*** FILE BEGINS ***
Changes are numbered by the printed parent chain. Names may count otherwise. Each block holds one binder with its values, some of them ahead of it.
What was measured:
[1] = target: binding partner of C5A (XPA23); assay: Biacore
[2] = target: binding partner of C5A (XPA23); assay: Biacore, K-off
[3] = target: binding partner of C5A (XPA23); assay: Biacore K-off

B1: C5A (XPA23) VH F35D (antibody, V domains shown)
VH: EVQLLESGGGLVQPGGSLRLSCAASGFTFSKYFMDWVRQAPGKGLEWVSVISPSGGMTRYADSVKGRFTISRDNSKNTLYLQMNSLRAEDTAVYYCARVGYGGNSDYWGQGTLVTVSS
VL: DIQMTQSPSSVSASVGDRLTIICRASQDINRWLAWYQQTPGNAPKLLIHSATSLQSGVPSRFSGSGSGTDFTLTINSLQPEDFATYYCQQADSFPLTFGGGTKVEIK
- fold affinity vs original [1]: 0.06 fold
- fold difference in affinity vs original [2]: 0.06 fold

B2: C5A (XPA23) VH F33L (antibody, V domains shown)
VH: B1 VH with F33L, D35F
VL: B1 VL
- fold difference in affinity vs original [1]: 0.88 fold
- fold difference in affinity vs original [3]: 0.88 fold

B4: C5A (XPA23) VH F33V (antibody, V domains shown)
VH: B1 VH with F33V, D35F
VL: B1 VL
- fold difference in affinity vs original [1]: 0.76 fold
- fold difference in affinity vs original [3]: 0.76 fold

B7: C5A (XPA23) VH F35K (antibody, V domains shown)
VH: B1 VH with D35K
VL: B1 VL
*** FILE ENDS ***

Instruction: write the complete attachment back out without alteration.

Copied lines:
Changes are numbered by the printed parent chain. Names may count otherwise. Each block holds one binder with its values, some of them ahead of it.
What was measured:
[1] = target: binding partner of C5A (XPA23); assay: Biacore
[2] = target: binding partner of C5A (XPA23); assay: Biacore, K-off
[3] = target: binding partner of C5A (XPA23); assay: Biacore K-off

B1: C5A (XPA23) VH F35D (antibody, V domains shown)
VH: EVQLLESGGGLVQPGGSLRLSCAASGFTFSKYFMDWVRQAPGKGLEWVSVISPSGGMTRYADSVKGRFTISRDNSKNTLYLQMNSLRAEDTAVYYCARVGYGGNSDYWGQGTLVTVSS
VL: DIQMTQSPSSVSASVGDRLTIICRASQDINRWLAWYQQTPGNAPKLLIHSATSLQSGVPSRFSGSGSGTDFTLTINSLQPEDFATYYCQQADSFPLTFGGGTKVEIK
- fold affinity vs original [1]: 0.06 fold
- fold difference in affinity vs original [2]: 0.06 fold

B2: C5A (XPA23) VH F33L (antibody, V domains shown)
VH: B1 VH with F33L, D35F
VL: B1 VL
- fold difference in affinity vs original [1]: 0.88 fold
- fold difference in affinity vs original [3]: 0.88 fold

B4: C5A (XPA23) VH F33V (antibody, V domains shown)
VH: B1 VH with F33V, D35F
VL: B1 VL
- fold difference in affinity vs original [1]: 0.76 fold
- fold difference in affinity vs original [3]: 0.76 fold

B7: C5A (XPA23) VH F35K (antibody, V domains shown)
VH: B1 VH with D35K
VL: B1 VL